Silver and gold are two of the most common precious metals used in jewelry, technology and industry.
Learning where to find scrap gold and silver, and how to render it for recycling can be an excellent way to provide your family with an extra source of income.
Listed below are the top three sources for finding scrap gold, and the top three sources for finding scrap silver.
Top Three Sources for Scrap Gold
1. Old Jewelry
Often even old costume jewelry is made with real gold. Look on the back of pins, on the clasp of necklaces and on the inside of rings for a K symbol with a number. This tells the karat weight of the gold.
10k gold is significantly harder and less pure than 24k gold, but still has value. The higher the karat number, the more valuable the gold is if sold by the ounce. If there is no visible K emblem, it doesn’t mean that the jewelry is not gold. It could be old enough that it is not stamped; the stamp could have worn away; or the piece of the jewelry that contained the stamp could have broken away.
Before taking it to a jeweler to have it assessed, try sticking a magnet to it. If the magnet sticks, it is not gold and has little to no value.
Take care; old jewelry can be worth more intact than it is recycled. Make sure you understand the value of the piece before rendering it for gold.
Look inside old televisions, radios, cell phones, computers and other electronics for gold. Gold is an excellent conductor and is used in areas where a high level of conductivity is required from a very fine piece of wire.
Using gold allows electronics manufacturers to create smaller, more advanced pieces of equipment. Check connectors, soldered joints, stripping and wiring for gold.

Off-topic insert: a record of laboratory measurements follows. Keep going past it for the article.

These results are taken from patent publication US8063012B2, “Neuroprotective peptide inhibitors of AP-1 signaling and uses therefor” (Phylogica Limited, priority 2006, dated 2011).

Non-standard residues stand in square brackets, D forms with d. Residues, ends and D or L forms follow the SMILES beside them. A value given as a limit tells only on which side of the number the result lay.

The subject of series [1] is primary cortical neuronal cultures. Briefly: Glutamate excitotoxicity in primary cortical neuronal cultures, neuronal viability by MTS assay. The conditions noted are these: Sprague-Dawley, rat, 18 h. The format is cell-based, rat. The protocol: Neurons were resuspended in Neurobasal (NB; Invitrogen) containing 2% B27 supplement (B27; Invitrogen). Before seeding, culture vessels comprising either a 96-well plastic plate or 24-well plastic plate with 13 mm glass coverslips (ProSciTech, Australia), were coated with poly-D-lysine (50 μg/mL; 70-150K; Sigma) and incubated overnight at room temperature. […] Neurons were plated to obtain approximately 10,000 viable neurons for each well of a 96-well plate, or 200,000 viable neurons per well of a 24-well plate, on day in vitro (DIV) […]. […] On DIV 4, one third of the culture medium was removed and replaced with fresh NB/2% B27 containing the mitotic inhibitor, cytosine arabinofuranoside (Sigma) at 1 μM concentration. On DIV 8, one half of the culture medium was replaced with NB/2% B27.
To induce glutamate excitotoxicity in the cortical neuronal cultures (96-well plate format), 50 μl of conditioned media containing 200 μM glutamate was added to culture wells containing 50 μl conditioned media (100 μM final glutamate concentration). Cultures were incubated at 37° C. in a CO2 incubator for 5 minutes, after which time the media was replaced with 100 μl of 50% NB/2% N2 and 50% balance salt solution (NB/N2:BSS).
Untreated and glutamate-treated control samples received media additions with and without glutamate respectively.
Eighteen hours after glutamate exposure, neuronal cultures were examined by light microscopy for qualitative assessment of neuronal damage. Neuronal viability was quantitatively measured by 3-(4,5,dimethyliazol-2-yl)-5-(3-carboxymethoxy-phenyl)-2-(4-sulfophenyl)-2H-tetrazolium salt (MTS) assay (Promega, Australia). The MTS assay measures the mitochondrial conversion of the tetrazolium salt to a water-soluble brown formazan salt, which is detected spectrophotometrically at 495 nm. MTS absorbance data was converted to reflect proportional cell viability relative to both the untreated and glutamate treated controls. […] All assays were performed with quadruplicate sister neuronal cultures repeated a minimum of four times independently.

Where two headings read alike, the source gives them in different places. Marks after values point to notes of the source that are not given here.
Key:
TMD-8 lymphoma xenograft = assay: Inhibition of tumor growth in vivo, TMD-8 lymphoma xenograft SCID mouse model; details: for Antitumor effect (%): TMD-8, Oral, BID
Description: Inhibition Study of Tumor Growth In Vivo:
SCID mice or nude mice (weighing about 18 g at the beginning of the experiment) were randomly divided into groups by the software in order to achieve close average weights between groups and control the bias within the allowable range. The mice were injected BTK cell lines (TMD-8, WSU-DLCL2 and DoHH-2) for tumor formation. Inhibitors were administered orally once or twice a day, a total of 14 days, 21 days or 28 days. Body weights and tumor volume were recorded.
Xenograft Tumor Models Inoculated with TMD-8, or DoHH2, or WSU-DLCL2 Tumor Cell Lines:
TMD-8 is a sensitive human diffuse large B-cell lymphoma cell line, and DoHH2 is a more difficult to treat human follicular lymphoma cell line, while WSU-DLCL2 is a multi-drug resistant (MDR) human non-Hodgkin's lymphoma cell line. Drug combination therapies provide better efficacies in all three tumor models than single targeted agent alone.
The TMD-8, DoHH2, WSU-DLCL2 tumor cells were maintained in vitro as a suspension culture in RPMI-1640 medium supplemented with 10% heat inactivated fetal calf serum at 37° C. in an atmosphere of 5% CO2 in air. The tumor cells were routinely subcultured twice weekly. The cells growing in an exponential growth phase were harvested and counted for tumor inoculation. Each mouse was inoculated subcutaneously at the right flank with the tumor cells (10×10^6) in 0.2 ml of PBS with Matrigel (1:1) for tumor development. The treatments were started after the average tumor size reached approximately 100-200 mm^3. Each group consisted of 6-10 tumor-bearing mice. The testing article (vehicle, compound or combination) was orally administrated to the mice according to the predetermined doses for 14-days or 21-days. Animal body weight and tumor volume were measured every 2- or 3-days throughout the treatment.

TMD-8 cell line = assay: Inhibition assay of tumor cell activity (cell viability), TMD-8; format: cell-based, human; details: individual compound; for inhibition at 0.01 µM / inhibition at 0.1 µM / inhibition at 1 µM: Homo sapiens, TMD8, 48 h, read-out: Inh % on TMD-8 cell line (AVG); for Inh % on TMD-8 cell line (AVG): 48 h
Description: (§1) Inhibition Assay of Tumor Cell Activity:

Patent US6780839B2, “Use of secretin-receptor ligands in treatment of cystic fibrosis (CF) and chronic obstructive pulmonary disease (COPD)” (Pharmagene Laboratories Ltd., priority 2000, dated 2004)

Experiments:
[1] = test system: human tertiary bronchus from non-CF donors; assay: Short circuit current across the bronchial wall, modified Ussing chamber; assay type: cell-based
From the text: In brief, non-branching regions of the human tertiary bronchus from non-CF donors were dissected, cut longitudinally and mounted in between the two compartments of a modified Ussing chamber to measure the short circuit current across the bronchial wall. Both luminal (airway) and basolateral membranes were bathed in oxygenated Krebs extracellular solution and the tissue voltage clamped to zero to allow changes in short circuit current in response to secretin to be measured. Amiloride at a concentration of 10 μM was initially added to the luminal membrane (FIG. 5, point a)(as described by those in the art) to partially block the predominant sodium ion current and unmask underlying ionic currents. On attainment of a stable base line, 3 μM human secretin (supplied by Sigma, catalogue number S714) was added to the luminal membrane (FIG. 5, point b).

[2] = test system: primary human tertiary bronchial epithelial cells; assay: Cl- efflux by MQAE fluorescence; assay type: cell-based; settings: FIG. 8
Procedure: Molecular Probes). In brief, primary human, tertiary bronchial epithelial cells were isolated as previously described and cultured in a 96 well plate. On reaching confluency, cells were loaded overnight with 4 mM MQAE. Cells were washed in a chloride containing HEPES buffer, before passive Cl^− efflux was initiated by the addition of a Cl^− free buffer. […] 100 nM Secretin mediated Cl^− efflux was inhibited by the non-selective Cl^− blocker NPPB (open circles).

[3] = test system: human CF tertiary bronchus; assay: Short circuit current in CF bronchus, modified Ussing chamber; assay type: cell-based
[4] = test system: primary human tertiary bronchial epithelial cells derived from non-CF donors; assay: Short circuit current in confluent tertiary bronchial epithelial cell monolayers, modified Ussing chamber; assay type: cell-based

3. Old Decor
It was once common to use gold in home decor. When wandering through local flea market or an estate sale, look for golden candelabra, tea sets, serving trays, knickknacks and more. Like jewelry, you should look for a K symbol on the base, and use the magnet test to ensure you are getting a recyclable piece of gold.
Top Two Sources for Silver
1. Silver Flatware and Table Service
Look for a stamp mark, like “.925″ or the word “Sterling” on pieces of silver. Silverware, tea pots, service platters, candle sticks and other table setting pieces were once commonly crafted from pure silver.
Some pieces or collections are worth more as collectible items than as scrap, make sure you have looked into the value of what you have before selling it by the ounce. Also, don’t overlook broken pieces that have no value as collectible items, but which still have a high value when sold by the ounce.
2. Silver Coins
In the United States, most pre-1960 coins were made of pure silver. These coins are often too worn to be of value to collectors. These coins can be bundled together and sold by the ounce as scrap silver. Some coins are extremely rare, and even in a very worn condition have a high value among collectors.
Make sure you research the significance and potential value of each coin before turning them in as scrap.